Are the needs of young children driving what health services are offered? New research shows what is needed is not what drives what is available. Researchers say specifically the mental health needs of young children are not being met.
Researchers from Yale University School of Medicine conducted a study to look at the physical, developmental and mental health needs of children. Study authors wanted to determine whether different factors predicted parental recognition of mental health problems in children. They also wanted to see if mental health problems elicit service use in the same way as physical health or developmental problems.
For the research, study authors surveyed parents of children in Connecticut. The parents answered several questions about their family sociodemographics status. They also rated their children's physical health and developmental health. Finally, they answered questions about depression and their child's social development.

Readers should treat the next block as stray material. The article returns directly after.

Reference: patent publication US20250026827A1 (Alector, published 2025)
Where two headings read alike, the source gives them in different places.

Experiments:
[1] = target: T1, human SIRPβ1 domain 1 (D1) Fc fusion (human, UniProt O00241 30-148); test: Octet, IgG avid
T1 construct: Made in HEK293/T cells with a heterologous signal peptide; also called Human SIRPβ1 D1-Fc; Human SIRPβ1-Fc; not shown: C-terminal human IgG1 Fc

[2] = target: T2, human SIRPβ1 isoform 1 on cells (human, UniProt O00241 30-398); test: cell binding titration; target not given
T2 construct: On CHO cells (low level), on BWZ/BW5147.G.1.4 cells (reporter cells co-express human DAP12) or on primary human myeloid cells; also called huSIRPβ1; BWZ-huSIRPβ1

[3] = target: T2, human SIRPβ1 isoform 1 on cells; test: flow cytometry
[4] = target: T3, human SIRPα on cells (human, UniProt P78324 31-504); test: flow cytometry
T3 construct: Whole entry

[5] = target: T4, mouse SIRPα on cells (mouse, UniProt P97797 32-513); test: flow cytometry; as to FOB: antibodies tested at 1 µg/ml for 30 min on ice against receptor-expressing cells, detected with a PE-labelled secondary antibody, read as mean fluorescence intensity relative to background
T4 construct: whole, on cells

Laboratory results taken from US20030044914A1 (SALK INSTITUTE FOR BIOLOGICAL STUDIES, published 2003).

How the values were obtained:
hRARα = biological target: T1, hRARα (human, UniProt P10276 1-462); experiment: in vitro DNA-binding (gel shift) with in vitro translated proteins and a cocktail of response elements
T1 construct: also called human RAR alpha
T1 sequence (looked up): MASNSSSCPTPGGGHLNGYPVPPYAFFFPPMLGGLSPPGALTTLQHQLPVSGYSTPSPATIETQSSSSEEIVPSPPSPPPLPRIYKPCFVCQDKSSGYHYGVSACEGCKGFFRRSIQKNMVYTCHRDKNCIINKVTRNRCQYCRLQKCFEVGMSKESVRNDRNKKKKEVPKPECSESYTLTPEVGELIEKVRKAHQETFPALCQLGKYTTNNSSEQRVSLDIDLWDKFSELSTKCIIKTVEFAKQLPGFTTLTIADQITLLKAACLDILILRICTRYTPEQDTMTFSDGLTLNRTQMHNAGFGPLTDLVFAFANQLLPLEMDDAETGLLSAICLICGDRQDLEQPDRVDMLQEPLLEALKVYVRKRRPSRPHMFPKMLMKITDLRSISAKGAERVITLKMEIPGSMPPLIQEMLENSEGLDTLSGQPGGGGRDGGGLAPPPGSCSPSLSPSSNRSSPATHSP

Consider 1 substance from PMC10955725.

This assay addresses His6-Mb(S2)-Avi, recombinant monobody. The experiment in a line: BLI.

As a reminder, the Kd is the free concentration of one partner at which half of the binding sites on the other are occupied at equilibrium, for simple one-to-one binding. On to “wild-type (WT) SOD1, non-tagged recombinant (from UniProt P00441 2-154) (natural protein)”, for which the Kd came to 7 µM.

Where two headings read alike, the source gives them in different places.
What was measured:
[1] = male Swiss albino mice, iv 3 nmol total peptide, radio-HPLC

Study authors say there are a number of factors related to problem recognition, defined as thinking about seeking a service or talking to a professional about a problem. Interestingly, researchers report mental health problems were not discussed with professionals at the same rate as physical health or developmental problems. They also found the rates of service use in all three categories vary dramatically.
Researchers conclude factors other than need influence which services are used. They say one explanation is parents have a better understanding of age-appropriate physical and developmental milestones than the norms for behavioral health issues. Researchers feel pediatricians need to be trained to identify, treat or refer children with mental health problems. If not, study authors say the needs of these kids will continue to be underserved.